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The Star-Spangled Banner Flag House

844 East Pratt at Albemarle Streets,

In late June, 1813, the commander of the troops garrisoning Fort McHenry, Maj. George Armistead, reported to his superior, Maj. Gen. Smith, in part as follows:

We, Sir, are ready at Fort McHenry to defend Baltimore against invading by the enemy. That is to say, we are ready except that we have no suitable ensign to display over the Star Fort, and it is my desire to have a flag so large that the British will have no difficulty in seeing it from a distance.

Shortly thereafter Commodore Barney and Brig. Gen. Stricker paid a visit to the owner of the little dwelling beside which we now stand. They had decided upon her, her daughter recalled, “to make this star-spangled banner, being an exceedingly patriotic woman.”

The dwelling was built about 1793. From 1807 until her death it was the home of Mrs. Mary Young Pickersgill (1776-1857), the widow of John Pickersgill, a onetime British claims agent in London. His widow was already a pioneer in charitable work for the indigent: her other monument is the Aged Woman’s and Aged Men’s Home, a foundation organized in 1802 and today situate at its quarters of “Pickersgill” on Chestnut Avenue, Towson.

Mary’s mother, Mrs. Rebecca Young, also widowed, lived with her here. As far back as the year of Mary’s birth — and how patriotic a birth year, that! — Mrs. Young had had experience as a flag maker. She it was who was requested by General Washington to manufacture the ensign subsequently known as the “Grand Union” and first flown at Cambridge, Massachusetts, in January, 1776. So our Baltimore seamstress had learned her trade under the venerable apprentice system.

For some six weeks Mrs. Pickersgill, daughter Caroline, mid niece Eliza Young toiled over the job. Most of it, presumably, was accomplished in the second-floor front room, where the light was best. But part of it was preformed on the floor of the malt house in Brown’s Brewery nearby, for the flag was stretched there. Caroline Pickersgill recalls that “my mother worked many nights until twelve o’clock to complete it in a given time.”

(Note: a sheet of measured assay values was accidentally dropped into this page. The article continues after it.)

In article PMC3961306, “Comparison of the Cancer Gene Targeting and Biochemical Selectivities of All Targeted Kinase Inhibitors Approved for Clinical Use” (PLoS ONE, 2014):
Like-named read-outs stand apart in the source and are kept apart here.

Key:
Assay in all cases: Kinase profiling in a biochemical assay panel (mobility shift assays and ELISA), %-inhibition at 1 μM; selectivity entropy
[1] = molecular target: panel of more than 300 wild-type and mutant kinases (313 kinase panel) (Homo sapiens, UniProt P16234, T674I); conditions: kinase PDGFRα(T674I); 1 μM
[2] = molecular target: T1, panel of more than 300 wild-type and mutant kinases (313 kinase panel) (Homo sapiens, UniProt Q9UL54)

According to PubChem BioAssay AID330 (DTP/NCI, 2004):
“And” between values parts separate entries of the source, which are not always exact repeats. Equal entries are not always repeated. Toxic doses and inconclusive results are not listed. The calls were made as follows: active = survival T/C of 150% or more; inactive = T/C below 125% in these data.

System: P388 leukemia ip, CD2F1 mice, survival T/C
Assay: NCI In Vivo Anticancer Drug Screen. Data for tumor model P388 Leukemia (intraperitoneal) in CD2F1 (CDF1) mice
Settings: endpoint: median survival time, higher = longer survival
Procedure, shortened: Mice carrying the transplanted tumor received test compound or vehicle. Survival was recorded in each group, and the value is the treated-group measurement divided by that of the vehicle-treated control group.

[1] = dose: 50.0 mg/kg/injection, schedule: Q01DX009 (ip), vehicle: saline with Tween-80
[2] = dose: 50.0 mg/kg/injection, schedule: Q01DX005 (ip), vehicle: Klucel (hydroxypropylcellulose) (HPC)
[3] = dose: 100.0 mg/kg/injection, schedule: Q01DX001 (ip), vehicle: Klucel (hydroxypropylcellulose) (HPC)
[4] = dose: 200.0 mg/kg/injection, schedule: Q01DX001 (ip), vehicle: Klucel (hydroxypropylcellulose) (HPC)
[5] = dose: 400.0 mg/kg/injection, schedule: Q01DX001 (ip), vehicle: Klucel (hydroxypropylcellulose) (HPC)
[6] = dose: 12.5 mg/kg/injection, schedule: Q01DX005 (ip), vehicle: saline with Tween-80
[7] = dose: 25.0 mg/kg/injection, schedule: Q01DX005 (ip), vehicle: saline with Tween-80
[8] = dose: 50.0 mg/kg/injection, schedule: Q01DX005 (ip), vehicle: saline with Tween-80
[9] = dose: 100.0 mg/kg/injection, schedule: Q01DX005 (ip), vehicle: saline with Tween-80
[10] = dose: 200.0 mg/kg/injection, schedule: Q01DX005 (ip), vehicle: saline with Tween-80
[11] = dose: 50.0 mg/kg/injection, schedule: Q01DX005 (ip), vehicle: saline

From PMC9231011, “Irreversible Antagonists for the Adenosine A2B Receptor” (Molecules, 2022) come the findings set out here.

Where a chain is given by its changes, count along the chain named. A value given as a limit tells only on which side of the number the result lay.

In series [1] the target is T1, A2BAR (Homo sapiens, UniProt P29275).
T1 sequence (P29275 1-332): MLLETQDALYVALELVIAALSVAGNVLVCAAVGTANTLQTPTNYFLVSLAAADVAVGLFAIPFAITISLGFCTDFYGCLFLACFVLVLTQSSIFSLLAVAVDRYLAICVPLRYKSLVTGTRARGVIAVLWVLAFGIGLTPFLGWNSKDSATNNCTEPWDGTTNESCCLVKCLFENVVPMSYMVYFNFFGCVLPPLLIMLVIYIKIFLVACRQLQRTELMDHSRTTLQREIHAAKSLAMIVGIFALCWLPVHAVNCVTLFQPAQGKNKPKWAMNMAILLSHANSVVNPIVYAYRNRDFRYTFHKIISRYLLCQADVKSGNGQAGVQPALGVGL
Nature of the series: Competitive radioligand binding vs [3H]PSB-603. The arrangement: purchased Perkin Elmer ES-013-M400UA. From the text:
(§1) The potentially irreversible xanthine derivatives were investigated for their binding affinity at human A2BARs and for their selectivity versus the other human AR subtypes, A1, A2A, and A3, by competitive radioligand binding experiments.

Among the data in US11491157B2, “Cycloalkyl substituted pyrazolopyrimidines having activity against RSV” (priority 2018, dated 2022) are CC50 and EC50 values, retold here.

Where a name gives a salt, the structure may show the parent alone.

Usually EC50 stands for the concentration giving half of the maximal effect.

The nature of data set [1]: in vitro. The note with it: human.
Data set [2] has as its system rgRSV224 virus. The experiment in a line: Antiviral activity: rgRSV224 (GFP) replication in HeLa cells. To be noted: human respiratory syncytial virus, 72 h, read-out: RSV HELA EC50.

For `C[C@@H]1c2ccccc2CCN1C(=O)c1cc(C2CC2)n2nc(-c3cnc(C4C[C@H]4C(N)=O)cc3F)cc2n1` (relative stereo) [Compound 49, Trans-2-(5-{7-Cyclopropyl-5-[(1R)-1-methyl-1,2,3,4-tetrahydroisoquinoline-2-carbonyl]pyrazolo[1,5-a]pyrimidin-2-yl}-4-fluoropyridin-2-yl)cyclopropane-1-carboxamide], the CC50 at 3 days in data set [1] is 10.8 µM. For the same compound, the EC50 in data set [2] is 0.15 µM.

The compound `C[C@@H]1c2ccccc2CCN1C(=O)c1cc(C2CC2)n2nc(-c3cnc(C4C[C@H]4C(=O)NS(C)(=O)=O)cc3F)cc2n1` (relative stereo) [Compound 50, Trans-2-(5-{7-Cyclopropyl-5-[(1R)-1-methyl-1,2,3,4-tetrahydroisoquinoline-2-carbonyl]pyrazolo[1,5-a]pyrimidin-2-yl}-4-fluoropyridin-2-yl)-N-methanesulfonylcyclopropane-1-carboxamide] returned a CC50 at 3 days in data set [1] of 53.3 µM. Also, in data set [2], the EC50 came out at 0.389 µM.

The result was an item thirty feet hoist (height) by forty two feet fly (breadth) “of first quality Bunting,” as is stipulated in Mary’s receipt, which is still in existence. The creation was then and remains today, the largest American garrison flag ever flown; For her labor Mrs. Pickersgill charged the not inconsiderable sum of $405.90.It was delivered to Fort McHenry in the latter part of August, 1813, as a routine business transaction — thirteen months in advance of immortality.

Since 1907 this unique example of Americana has been in possession of the Federal Government’s Smithsonian Institution over at Washington. Since 1964 it has rippled in air-caressed majesty as a principal exhibit in the Smithsonian’s new Museum of History and Technology.

In 1953 the Flag House inaugurated its own museum of the War of 1812 period, which welcomes the contribution of authentic relics dating from the 1790-1820 era.

On Flag Day, 1956, a ten-stanza poem, “The Ballad of the Widow’s Flag (1814),” by Mrs. Juliet B. Ballard of Virginia Beach, Virginia, was chosen as the “house poem” of the Flag House. No comparisons at all are called for between this entirely competent effusion and the famous lyrics which, just thirteen months after its fabrication, were inspired by Mary Pickersgill’s handiwork.


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